As a rule, I really try to remain objective, especially when writing about specific people or groups of people. As y’all know, though, if it’s on my mind, it’s on my tongue and I’ve bitten my tongue all day about the stories coming out of the northeast. Those who are cleaning up and picking up the pieces following Hurricane Irene’s landfall last weekend are finding themselves a bit short tempered, which is understandable. Many are upset because they’re still, after five days, without power. Others are sending bills for lost food in their freezers and refrigerators to their utility companies. There are more than a few of us here in the southeast who are a bit, well, speechless.
Hurricane Irene, and by the time it reached the extreme northeast, Tropical Storm Irene was interesting in many ways, partly because of its unpredictability (although the computer models pegged its landfalls perfectly). No one was sure how strong she would be during her multiple landfalls. Still, folks had days to prepare. Now, though, it’s been five days and power has yet to be restored to thousands of residents. It’s frustrating, to be sure, but here’s what has a lot of us southern folks a bit flabbergasted: It’s been five days. Not a week, not 16 days, not even a month – five days. By their descriptions, “Hurricane Irene was telegraphed more than seven days in advance as the worst storm in this century.” Really? Newsflash: you need to keep your eyes on Katia, which is likely another east coast storm. You’ve not seen the “worst storm in this century”…trust me on that one.
Now, news today includes reports that police are having to escort the various power companies that are VOLUNTEERING from other states to come and help these angry residents. They need these escorts because they’re being threatened by residents! The cavalry arrives with help, only to find themselves threatened? I’m quite confident that these men and women who left their own homes, some as far away as Denver, Colorado, never would have anticipated such an ungracious attitude.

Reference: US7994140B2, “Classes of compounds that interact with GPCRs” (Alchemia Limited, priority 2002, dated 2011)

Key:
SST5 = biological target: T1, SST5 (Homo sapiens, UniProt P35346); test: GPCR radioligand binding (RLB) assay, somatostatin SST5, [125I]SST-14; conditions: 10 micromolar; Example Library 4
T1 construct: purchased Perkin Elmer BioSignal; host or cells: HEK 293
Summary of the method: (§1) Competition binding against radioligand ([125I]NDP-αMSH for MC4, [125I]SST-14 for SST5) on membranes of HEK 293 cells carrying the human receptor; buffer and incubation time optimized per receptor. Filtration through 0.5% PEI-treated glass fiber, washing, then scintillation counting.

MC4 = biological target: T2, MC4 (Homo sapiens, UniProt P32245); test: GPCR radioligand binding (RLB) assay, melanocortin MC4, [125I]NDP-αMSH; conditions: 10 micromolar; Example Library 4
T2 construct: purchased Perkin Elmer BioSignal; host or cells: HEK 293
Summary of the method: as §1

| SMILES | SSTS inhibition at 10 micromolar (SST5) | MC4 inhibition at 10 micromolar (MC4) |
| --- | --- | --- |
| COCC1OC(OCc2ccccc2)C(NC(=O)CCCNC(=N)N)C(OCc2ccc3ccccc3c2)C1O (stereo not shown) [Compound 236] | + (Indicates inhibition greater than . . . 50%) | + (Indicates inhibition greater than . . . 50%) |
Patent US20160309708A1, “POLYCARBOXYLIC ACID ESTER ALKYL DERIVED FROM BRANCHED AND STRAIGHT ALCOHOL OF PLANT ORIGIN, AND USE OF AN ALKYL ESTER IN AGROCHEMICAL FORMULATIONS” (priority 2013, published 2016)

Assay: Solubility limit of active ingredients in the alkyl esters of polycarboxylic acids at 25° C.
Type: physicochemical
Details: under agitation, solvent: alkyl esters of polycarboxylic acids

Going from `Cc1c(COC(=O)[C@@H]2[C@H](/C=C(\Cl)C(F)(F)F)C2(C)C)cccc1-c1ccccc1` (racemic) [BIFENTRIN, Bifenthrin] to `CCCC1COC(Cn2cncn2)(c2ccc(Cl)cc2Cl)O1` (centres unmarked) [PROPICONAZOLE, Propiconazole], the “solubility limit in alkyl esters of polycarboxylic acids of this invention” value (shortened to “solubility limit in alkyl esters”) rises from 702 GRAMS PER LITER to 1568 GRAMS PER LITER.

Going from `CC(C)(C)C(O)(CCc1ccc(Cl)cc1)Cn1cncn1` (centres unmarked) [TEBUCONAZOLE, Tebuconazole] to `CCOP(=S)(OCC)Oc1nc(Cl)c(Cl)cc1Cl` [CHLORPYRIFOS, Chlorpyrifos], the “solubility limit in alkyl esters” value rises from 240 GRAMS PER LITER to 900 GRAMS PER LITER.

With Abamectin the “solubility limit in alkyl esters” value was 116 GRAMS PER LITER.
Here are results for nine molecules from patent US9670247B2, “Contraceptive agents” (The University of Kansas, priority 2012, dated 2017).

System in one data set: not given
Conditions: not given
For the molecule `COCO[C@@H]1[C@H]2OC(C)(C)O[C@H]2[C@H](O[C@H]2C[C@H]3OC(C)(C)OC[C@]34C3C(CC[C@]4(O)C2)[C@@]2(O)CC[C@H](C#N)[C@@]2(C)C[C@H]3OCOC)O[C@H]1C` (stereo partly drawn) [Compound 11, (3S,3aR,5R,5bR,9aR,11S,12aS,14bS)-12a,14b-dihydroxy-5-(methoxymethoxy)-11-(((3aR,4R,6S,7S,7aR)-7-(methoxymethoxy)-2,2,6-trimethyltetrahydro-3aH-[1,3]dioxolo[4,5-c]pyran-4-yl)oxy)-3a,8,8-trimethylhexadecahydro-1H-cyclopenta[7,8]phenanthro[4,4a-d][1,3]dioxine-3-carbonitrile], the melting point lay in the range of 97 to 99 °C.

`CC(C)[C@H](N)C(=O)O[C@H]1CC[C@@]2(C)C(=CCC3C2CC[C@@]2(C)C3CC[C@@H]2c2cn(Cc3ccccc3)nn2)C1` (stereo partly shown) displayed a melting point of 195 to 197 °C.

Honestly, these people have no concept of how bad things really could have been. A year after I was born, Hurricane Camille hit and as we all know, the devastation and loss is still felt, some forty-plus years later, by many residents. The Mississippi Gulf Coast was annihilated during Camille. In 1979, another hurricane, this time, Frederic, made landfall along the same coastal area. In 1985, it was Hurricane Elena – which resulted in many residents (my family included) along the northern Gulf Coast to evacuate twice. 1998 brought Hurricane Georges and of course, 2005 was the year of Hurricane Katrina. All of these hurricanes and all of the residents who were affected, you can be sure of one thing: never, in a million years, would anyone threaten the help that came to restore power. I was young (OK – younger….I’m still young) with many of these storms, but I can recall waiting far more than five days for the electricity to be restored. Oh – and as anyone who’s ever been to the south can testify to, the summers here include 100 degree temperatures with 100 percent humidity.
Many residents in Louisiana and Mississippi had no power for weeks. Many had NO HOMES – much less, air conditioning or ice out of their freezers. Seriously, the behavior of those residents who are complaining about this need to take a step back, count their blessings and be damn glad when they do see the utility trucks in their neighborhoods. And one thing more – these volunteers are risking their lives. Anytime you have electricity, transformers, power lines and water – you’re taking a huge risk. If it were my son who worked for a utility company and who volunteered to make that trip, I can tell you without a doubt I’d strongly encourage him to come back home where manners still count for something.
And now I’m off my soapbox and back to monitoring TD #13 that’s brewing in the Gulf of Mexico right now.